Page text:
11. Something’s screwed up when Zionists agree with Baathists:


    Posted by Akbar Palace | December 12, 2012, 11:21 pm
  12. Hueys — aren’t they Vietnam War era? What’s next, P-47s for the Lebanese Air Force?

    Posted by James Reilly | December 13, 2012, 7:52 am
  13. Dr. Reilly

    The Lebanese Air Force has no need for P-47s, as it is already equipped with several formidable Hawker Hunters.

    Posted by Qifa Nabki | December 13, 2012, 9:13 am
  14. “Formidable”… 🙂

    Posted by Bad Vilbel | December 13, 2012, 2:06 pm
  15. Following your link to the Wikipedia entry for the Hawker Hunters, QN, I was amused by the following: ” Today, the Lebanese AF is the only military air arm in the world still operating the Hunter.”

    Posted by Bad Vilbel | December 13, 2012, 2:08 pm
  16. Unique as usual. 😛

    Posted by danny | December 13, 2012, 2:14 pm
  17. From the wiki link re Hueys’ above;

    “Israel withdrew its UH-1s from service in 2002, after thirty three years of service. They were replaced by Sikorsky UH-60 Blackhawk helicopters given to Israel after complying with American requests for restraint following Iraqi Scud missile attacks during Operation Desert Storm. While some were passed on to pro-Israeli militias in Lebanon……,”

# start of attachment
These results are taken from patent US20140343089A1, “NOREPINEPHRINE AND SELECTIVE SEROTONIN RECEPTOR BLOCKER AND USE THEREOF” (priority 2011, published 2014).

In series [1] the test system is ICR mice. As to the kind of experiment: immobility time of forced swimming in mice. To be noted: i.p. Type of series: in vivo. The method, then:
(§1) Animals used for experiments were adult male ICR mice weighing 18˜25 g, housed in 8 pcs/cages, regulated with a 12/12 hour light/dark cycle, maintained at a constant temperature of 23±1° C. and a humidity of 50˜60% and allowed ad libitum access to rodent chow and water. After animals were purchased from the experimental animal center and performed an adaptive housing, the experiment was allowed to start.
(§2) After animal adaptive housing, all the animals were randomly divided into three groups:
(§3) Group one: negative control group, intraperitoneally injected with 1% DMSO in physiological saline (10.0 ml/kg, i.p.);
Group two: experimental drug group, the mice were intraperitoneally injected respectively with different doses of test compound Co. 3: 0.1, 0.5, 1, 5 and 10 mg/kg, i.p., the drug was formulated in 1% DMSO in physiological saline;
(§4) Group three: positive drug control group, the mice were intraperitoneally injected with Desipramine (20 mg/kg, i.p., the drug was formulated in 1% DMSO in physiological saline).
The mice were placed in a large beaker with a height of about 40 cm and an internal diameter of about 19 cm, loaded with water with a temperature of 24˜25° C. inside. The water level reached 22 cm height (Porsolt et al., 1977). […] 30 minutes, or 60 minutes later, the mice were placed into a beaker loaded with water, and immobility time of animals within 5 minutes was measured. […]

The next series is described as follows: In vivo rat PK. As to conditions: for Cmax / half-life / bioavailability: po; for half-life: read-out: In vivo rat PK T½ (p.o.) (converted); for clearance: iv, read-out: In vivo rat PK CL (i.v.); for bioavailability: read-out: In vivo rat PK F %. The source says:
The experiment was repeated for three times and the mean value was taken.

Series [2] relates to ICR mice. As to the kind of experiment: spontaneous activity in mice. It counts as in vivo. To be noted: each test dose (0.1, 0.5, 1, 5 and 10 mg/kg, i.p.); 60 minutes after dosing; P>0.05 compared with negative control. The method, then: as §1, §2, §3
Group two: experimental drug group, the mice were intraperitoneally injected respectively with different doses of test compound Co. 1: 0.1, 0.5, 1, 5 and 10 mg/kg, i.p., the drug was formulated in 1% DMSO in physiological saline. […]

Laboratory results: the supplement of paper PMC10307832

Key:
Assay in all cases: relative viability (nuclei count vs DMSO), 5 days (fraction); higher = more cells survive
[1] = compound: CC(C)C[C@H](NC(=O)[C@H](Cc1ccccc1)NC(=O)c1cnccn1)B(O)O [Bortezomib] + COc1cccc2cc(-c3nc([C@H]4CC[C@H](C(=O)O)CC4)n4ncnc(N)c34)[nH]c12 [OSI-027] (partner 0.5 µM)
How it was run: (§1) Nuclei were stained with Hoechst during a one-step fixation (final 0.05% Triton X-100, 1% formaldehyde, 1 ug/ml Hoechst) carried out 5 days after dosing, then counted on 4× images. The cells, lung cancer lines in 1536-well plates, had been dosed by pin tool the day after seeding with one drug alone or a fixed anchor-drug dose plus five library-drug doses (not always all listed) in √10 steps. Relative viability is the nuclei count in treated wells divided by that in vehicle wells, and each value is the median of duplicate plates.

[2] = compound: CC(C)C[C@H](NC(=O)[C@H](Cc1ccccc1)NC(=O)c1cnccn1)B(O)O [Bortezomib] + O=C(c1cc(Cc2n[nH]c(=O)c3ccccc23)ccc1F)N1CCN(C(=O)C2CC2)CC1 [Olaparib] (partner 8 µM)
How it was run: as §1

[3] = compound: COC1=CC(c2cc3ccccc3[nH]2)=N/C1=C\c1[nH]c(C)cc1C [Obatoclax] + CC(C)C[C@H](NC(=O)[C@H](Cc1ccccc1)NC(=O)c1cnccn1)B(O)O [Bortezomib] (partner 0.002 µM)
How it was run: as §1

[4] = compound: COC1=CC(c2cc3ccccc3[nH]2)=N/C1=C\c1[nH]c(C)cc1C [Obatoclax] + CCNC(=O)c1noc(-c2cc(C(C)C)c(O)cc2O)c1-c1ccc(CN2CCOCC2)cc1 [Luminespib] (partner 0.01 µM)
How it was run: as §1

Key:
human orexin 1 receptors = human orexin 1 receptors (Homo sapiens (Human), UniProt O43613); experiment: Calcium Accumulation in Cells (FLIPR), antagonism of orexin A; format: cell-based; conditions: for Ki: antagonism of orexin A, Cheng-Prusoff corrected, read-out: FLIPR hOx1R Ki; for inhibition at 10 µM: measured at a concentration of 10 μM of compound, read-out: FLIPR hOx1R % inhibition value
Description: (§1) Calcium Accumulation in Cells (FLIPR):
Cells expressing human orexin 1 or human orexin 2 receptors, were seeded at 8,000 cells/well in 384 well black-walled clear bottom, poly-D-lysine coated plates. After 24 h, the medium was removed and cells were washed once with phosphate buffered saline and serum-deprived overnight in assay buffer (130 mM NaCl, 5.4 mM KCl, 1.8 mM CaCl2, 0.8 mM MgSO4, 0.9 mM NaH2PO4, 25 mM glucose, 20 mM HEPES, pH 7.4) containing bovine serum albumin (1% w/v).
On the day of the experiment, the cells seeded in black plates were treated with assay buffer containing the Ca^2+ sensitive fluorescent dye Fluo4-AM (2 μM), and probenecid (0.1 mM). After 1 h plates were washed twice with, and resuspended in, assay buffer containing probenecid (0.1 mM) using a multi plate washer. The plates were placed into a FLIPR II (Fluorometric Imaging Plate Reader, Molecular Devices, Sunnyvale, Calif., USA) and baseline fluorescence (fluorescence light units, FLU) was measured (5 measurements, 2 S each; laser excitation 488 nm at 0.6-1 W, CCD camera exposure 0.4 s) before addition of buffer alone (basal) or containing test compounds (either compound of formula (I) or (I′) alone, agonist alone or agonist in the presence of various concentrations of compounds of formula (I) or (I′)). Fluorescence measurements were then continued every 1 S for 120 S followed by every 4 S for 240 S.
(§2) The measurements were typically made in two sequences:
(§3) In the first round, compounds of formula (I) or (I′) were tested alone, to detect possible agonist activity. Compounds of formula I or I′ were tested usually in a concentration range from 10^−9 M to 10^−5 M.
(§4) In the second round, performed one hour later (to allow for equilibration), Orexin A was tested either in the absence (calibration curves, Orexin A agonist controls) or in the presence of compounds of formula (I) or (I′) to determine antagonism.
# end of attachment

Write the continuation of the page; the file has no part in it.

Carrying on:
“pro-Israeli militias” had their own choppers? Really?

    Posted by lally | December 13, 2012, 5:12 pm
  18. Forget American Assistance and Hizballah. Lebanon should hire the Syrian rebels with their home made weapons;


    Posted by Maverick | December 13, 2012, 5:45 pm
  19. Maverick,

    I’m sure when the rebels are done with those, and take control of the Syrian army’s cache of weapons, they’ll sell those masterpieces to Lebanon 😀

    Posted by Gabriel | December 13, 2012, 5:55 pm
  20. Our main man Okab can be of benefit here.

    Posted by Maverick | December 13, 2012, 7:56 pm
  21. Hahaha.

    Maybe radwan can get the scoop when the deal goes down. Lol